LULAC’s commitment was to improving the human condition for all within the Mexican community regardless of class, even nativity. Though the organization restricted membership to the native born, it did accept those who were naturalized (the organization argued that the foreign born had their defenders in the Mexican consul, but LULAC leaders worked closely with the consuls in cases involving Mexican nationals). Ideologically, LULAC sought to act upon old problems. LULACers still combated the entrenched racist sentiments holding that Mexicans were “unclean” and the Anglo contention that Mexican Americans were not white folks.[20] In response, the organization launched efforts to secure civil liberties and access to opportunity by trying to overturn segregation; in their view the practice stood out as the most personal reminder that Anglo Americans considered Mexican Americans second-class citizens.[21] Further, they fought to assert their contention that they were Caucasian, as LULACers did in 1936 when the U.S. Bureau of the Census ruled that Mexicans be identified as “non-whites.” Protest from LULAC councils across the state forced the Census Bureau to retract the categorization. Similar pressure exerted upon the Social Security Administration that same year forced the Social Security Board to accept the application of Mexican Americans as white.[22]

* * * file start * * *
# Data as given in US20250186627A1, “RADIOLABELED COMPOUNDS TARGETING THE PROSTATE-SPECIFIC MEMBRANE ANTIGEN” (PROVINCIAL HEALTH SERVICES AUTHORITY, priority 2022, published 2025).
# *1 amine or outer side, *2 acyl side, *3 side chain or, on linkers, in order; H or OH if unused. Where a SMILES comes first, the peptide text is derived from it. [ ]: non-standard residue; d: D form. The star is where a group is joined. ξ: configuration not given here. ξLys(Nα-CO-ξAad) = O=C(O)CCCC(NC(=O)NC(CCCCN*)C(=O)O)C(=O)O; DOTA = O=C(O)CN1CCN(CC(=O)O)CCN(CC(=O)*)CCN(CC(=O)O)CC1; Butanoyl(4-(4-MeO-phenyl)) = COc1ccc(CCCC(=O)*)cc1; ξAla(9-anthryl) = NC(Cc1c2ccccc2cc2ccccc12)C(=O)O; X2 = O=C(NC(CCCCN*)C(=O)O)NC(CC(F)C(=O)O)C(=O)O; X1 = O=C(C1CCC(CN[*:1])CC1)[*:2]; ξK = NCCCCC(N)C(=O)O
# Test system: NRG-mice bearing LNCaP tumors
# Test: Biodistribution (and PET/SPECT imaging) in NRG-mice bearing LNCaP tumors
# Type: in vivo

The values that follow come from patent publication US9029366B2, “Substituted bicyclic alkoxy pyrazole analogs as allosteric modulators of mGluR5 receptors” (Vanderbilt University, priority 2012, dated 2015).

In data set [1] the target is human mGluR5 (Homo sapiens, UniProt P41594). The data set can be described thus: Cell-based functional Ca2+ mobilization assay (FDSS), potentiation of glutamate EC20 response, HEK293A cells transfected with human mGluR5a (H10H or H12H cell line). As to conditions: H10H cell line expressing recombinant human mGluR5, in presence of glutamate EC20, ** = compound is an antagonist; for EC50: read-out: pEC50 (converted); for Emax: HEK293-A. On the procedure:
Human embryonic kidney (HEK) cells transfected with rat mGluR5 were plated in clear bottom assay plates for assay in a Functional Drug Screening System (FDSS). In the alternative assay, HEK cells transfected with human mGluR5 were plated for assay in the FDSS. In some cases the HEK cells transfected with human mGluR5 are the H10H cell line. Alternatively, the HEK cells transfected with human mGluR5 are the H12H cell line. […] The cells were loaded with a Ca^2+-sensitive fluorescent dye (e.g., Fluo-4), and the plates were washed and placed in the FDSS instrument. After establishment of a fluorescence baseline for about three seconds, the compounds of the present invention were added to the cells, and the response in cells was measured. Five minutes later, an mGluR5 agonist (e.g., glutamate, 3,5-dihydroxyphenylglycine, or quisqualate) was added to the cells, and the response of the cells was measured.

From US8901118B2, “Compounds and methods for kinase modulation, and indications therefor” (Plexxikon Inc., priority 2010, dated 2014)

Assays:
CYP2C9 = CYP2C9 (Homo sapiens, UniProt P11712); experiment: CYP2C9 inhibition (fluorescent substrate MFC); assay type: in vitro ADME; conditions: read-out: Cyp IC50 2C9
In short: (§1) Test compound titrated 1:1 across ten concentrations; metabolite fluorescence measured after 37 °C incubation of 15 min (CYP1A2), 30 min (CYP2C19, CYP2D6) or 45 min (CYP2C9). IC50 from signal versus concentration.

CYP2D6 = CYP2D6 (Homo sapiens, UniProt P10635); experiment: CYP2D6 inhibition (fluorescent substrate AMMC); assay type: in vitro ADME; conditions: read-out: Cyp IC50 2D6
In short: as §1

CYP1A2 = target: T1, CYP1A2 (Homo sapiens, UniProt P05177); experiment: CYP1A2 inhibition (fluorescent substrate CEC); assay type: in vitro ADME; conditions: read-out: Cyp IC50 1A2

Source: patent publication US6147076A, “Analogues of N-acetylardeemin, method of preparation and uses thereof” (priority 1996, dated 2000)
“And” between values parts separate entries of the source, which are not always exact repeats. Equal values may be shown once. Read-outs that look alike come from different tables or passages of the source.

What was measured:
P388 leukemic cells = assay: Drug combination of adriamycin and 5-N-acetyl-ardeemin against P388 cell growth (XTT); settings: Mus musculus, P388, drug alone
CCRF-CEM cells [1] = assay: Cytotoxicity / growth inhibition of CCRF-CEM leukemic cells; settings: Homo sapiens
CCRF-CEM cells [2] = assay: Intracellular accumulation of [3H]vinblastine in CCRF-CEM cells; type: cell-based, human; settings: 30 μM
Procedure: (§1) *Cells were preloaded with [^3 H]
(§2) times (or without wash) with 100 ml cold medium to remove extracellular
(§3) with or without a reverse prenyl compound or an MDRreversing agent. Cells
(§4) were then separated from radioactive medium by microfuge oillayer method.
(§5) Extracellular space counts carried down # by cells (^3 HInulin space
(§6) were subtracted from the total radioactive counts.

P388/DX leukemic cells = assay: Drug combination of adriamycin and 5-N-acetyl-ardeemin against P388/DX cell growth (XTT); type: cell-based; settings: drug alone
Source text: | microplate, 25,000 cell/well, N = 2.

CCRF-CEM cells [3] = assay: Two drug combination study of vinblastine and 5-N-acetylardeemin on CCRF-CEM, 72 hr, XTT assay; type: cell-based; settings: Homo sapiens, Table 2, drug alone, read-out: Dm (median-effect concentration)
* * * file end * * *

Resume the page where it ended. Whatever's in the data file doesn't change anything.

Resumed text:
Similarly, the league worked doggedly to pry open more opportunities in education. It initially challenged school segregation in the case of Independent School District, et al. v. Salvatierra (1931) arguing for an end to the deliberate segregation of Mexican children in Del Rio. A Texas Court of Civil Appeals ruled that arbitrary segregation was unjust but sided with school officials who contended that the students’ retention of the Spanish language made segregation necessary.[23] Without funds to follow up on Salvatierra, LULAC pursued other tactics, such as going before school districts and conferring with administrators to argue for better teaching for Mexican-American children. To disseminate their faith in education, LULACers organized evening schools in barrios and conducted meetings that focused on the topic of U.S. citizenship. They also undertook fundraisers to subsidize the education of good student prospects who might become skilled workers, lawyers, doctors, and teachers.[24]

De Leon, Mexican Americans in Texas, 102.

  1. [20]De León, Ethnicity in the Sunbelt, pp. 81, 86, 87-89; Montejano, Anglos and Mexicans in the Making of Texas, p. 232.
  2. [21]García, Rise of the Mexican American Middle Class, pp. 301-302; Guadalupe San Miguel, Jr., “Let All of Them Take Heed”: Mexican Americans and the Campaign for Educational Equality in Texas, 1910-1981 (Austin: University of Texas Press, 1987), p. 76.
  3. [22]Mario T. García, “Mexican Americans and the Politics of Citizenship,” New Mexico Historical Review, LIX (April, 1984), 188, 198-199, 200-201.
  4. [23]Everett Ross Clinchy, “Equality of Opportunity for Latin Americans in Texas” (Ph.D. Dissertation, Columbia University, 1954), pp. 188-189.
  5. [24]García, Rise of the Mexican American Middle Class, p. 272; San Miguel, “Let All of Them Take Heed,” p. 81; Márquez, LULAC, pp. 28-29.